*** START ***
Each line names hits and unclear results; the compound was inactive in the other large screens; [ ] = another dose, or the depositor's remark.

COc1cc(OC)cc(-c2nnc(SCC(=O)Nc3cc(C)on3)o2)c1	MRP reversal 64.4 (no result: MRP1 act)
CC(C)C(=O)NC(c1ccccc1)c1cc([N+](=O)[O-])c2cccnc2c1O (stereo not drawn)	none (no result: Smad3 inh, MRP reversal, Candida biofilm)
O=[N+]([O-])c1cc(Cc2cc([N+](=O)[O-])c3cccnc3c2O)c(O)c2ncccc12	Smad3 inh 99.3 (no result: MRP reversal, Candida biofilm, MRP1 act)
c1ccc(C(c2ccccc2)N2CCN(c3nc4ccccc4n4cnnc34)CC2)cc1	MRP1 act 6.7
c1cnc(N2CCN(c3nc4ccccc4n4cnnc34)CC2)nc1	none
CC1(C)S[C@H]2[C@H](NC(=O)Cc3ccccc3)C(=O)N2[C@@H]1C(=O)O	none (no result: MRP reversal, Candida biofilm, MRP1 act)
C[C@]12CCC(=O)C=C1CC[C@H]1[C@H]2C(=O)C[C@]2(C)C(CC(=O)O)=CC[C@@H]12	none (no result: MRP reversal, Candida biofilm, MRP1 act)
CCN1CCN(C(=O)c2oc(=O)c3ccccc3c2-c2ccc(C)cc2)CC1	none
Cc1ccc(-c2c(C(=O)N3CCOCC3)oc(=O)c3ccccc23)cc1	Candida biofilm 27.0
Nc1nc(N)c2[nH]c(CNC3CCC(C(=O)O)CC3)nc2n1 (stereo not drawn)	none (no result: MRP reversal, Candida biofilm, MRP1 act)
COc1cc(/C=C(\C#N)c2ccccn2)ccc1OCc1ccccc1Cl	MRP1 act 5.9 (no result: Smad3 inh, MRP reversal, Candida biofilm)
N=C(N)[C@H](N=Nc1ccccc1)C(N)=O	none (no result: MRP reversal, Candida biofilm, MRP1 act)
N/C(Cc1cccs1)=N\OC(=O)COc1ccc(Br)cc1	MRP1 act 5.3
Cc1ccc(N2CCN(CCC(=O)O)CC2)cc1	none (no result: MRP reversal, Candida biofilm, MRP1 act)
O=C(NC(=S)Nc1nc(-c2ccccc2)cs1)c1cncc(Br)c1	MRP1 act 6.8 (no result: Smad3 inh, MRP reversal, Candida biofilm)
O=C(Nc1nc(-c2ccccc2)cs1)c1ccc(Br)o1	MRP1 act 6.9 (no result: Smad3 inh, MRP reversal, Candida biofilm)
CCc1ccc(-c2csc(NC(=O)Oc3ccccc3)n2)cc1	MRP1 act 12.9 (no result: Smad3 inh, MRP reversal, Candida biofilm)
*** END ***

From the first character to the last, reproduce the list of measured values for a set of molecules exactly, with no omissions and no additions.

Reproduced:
Each line names hits and unclear results; the compound was inactive in the other large screens; [ ] = another dose, or the depositor's remark.

COc1cc(OC)cc(-c2nnc(SCC(=O)Nc3cc(C)on3)o2)c1	MRP reversal 64.4 (no result: MRP1 act)
CC(C)C(=O)NC(c1ccccc1)c1cc([N+](=O)[O-])c2cccnc2c1O (stereo not drawn)	none (no result: Smad3 inh, MRP reversal, Candida biofilm)
O=[N+]([O-])c1cc(Cc2cc([N+](=O)[O-])c3cccnc3c2O)c(O)c2ncccc12	Smad3 inh 99.3 (no result: MRP reversal, Candida biofilm, MRP1 act)
c1ccc(C(c2ccccc2)N2CCN(c3nc4ccccc4n4cnnc34)CC2)cc1	MRP1 act 6.7
c1cnc(N2CCN(c3nc4ccccc4n4cnnc34)CC2)nc1	none
CC1(C)S[C@H]2[C@H](NC(=O)Cc3ccccc3)C(=O)N2[C@@H]1C(=O)O	none (no result: MRP reversal, Candida biofilm, MRP1 act)
C[C@]12CCC(=O)C=C1CC[C@H]1[C@H]2C(=O)C[C@]2(C)C(CC(=O)O)=CC[C@@H]12	none (no result: MRP reversal, Candida biofilm, MRP1 act)
CCN1CCN(C(=O)c2oc(=O)c3ccccc3c2-c2ccc(C)cc2)CC1	none
Cc1ccc(-c2c(C(=O)N3CCOCC3)oc(=O)c3ccccc23)cc1	Candida biofilm 27.0
Nc1nc(N)c2[nH]c(CNC3CCC(C(=O)O)CC3)nc2n1 (stereo not drawn)	none (no result: MRP reversal, Candida biofilm, MRP1 act)
COc1cc(/C=C(\C#N)c2ccccn2)ccc1OCc1ccccc1Cl	MRP1 act 5.9 (no result: Smad3 inh, MRP reversal, Candida biofilm)
N=C(N)[C@H](N=Nc1ccccc1)C(N)=O	none (no result: MRP reversal, Candida biofilm, MRP1 act)
N/C(Cc1cccs1)=N\OC(=O)COc1ccc(Br)cc1	MRP1 act 5.3
Cc1ccc(N2CCN(CCC(=O)O)CC2)cc1	none (no result: MRP reversal, Candida biofilm, MRP1 act)
O=C(NC(=S)Nc1nc(-c2ccccc2)cs1)c1cncc(Br)c1	MRP1 act 6.8 (no result: Smad3 inh, MRP reversal, Candida biofilm)
O=C(Nc1nc(-c2ccccc2)cs1)c1ccc(Br)o1	MRP1 act 6.9 (no result: Smad3 inh, MRP reversal, Candida biofilm)
CCc1ccc(-c2csc(NC(=O)Oc3ccccc3)n2)cc1	MRP1 act 12.9 (no result: Smad3 inh, MRP reversal, Candida biofilm)